23 January 2019 Blogs

Collaborative Learning in Libraries

Intro Copy

"Tell me, and I will listen. Show me, and I will understand. Involve me, and I will learn." --Lakota Native American Proverb

Libraries have long been a place for anyone and everyone in a community to have access to knowledge and learning. While they used to be huge repositories of printed materials and books, social changes and technological innovations have made limitless amounts of various content available online. With support from the community and corporate partners, many libraries are now reinventing themselves by adapting their spaces to offer more collaborative learning opportunities. A few examples of libraries across the U.S. that support collaborative learning programs are highlighted below. Public Libraries  Chattanooga, Tennessee, Public Library "The 4th floor is a public laboratory and educational facility with a focus on information, design, technology, and the applied arts. The more than 12,000 square foot space hosts equipment, expertise, programs, events, and meetings that work within this scope. While traditional library spaces support the consumption of knowledge by offering access to media, the 4th floor is unique because it supports the production, connection, and sharing of knowledge by offering access to tools and instruction." Tempe, Arizona, Public Library "Our mission is to promote and support the Tempe Public Library's rich resources in order to encourage lifelong learning and facilitate community involvement." Community collaboration and citizen involvement is a key part of the Tempe Connections program. The library offers special opportunities to bring families with young children together and to build social connections between older adults, young parents and relevant community services. More than two dozen community organizations and educational institutions partnered with the city of Tempe to participate in the planning and delivery of program offerings.  Boston, Massachusetts, Public Library "The Kirstein Business Library & Innovation Center (KBLIC) invites media creators, innovators, job seekers, entrepreneurs, nonprofits, investors, coders, and makers to our new space. Business-minded individuals can enjoy an inviting and modern space with over 5,000 square feet of printed resources, flexible seating, innovative technology to conduct business research, and dedicated areas for collaborating on projects with colleagues or developing a new career skill." Salt Lake City, Utah, Public Library The library's mission is to promote "free and open access to information, materials and services to all members of the community to advance knowledge, foster creativity, encourage the exchange of ideas, build community and enhance the quality of life." Its location at Library Square, includes locally owned and operated shops and retail services. The library's contract with the retailers requires them to be community-focused. More than 1,000 other groups and organizations meet at SLCPL, and most partner to share programming, training, broadcasting and event planning. Pelican Rapids, Minnesota, Public Library Pelican Rapids, in rural northern Minnesota, had a population of approximately 2000 in the early 1990s. After a turkey processing plant opened there that employed a large influx of Bosnian, Latino, Somali and other immigrants that spoke little English, the library remade itself as a multicultural learning center. Immigrant patrons take advantage of the library's computer-based ESL classes, check out foreign language books and videos, and use the free internet service to read foreign newspapers online. Immigrant services include multilingual story time for children and the Readmobile that visits trailer parks in the area. Nashville, Tennessee, Public Library The library and their community partners provide a wide variety of programs in literacy, culture, public affairs, education, design and local history. "We invest in programs that help the library empower our community, ignite children's imaginations, and foster lifelong learning throughout Nashville. Thanks to private donations, sponsorships, and partnerships, we are able to provide our neighborhoods with vital opportunities at no cost to participants, cultivating a better future for everyone." School Libraries Francis W. Parker School, Chicago, Illinois This private independent coeducational day school's library "hosts collaborative projects that allow students to engage in experiences that encourage creativity, collaboration, and adaptability….Working collaboratively with others across grade levels, building mastery year after year, students develop the skills and mindset to impact their school and the world as thinkers, doers and makers."  Jesuit High School, Portland, Oregon The Catholic college-preparatory school's 7,100 square foot Clark Library was completely renovated in September 2016 to create more collaborative work areas for their students. Principal and English teacher Paul Hogan said, "We were ready to redesign the space to create more flexible, informal seating arrangements and increase opportunities for collaborative learning." To make more space, librarians eliminated about 30 percent of printed materials, since many are available on online databases. The library still has quiet study spaces, but there is also an open, social research environment.  Kent Denver School, Englewood, Colorado The library at the private nonprofit coeducational college-preparatory school for grades 6-12 is the "information and innovation hub of the school, and it is also an interactive and collaborative learning commons." The space includes technology experiences (virtual reality, laser cutting, 3d printing, maker supplies), research and technology help (information and digital literacy instruction, 30 databases for academic research, access to 110,000 e-books), as well as books and magazines.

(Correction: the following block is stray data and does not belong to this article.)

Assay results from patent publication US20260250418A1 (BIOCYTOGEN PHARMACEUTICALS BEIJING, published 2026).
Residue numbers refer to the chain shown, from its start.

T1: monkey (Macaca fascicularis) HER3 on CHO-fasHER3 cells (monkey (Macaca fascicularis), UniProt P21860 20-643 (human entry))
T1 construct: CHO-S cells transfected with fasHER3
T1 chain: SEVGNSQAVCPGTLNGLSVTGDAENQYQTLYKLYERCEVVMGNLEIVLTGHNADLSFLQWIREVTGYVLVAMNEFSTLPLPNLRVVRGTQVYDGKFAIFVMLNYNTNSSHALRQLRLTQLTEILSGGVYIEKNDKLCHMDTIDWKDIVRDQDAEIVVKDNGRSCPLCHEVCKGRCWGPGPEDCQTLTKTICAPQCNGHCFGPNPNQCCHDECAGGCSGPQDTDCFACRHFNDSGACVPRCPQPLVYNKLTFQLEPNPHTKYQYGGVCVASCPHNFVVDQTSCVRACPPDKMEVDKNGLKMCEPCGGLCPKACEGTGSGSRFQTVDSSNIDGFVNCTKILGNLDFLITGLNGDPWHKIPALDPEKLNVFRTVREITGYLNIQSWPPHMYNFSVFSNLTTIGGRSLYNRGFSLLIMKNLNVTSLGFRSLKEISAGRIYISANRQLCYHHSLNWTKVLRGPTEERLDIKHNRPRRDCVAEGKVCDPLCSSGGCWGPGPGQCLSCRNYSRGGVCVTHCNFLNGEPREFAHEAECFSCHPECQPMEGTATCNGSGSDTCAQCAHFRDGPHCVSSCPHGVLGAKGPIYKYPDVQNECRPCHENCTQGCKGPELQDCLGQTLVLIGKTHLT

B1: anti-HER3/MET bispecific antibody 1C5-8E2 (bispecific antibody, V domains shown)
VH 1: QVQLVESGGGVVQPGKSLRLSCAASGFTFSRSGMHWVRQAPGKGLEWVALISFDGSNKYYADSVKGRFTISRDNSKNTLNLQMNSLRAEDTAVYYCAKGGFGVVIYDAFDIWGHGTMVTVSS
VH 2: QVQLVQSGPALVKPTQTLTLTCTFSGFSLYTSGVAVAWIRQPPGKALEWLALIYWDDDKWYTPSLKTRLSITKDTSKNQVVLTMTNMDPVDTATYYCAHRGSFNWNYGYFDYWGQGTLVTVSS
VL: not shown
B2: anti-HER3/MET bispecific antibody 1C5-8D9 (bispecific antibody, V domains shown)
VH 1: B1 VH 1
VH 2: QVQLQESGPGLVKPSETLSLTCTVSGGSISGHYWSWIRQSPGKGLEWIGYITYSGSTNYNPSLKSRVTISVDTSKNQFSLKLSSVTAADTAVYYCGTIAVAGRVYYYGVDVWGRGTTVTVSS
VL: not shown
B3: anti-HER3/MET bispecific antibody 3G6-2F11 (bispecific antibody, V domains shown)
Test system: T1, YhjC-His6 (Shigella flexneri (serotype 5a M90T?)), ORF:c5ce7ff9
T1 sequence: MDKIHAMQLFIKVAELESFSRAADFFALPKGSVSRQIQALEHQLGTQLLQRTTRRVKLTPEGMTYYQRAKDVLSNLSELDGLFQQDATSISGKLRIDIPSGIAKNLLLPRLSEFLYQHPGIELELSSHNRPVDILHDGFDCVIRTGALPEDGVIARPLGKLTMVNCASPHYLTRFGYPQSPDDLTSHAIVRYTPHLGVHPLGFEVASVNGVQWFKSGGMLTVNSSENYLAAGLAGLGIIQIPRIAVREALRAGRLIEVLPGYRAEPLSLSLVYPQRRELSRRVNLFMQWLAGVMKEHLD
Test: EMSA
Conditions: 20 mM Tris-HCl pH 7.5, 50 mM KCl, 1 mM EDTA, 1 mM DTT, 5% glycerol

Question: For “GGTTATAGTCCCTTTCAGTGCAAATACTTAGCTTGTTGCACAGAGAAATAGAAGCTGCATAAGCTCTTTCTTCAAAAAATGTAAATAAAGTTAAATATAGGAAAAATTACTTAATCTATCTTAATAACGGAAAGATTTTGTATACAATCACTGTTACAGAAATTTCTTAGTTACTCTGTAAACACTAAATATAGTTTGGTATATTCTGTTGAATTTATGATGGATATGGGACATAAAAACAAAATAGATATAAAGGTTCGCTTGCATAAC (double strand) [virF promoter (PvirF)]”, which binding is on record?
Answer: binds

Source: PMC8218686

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These are just a few of the modern libraries that are encouraging and facilitating active learning by creating new spaces and programs that support collaboration between citizens, students, teachers, librarians, and their local, and even global communities. Want to learn more about collaborative learning in libraries? Here are a few resources to get you started: Creating Effective Environments for Collaborative Learning (RLPS Architects) 7 Things You Should Know About Collaborative Learning Spaces (Educause) Spotlight on Collaborative Learning Spaces (School Planning & Management) Key Features of Collaborative Library Spaces (Demco Interiors) Making Spaces Committed to Learning, Creation and Collaboration (Carnegie Mellon University) Does your library support collaborative learning? How? Tweet us at #ProQuest.  Subscribe via email to Share This and never miss a post.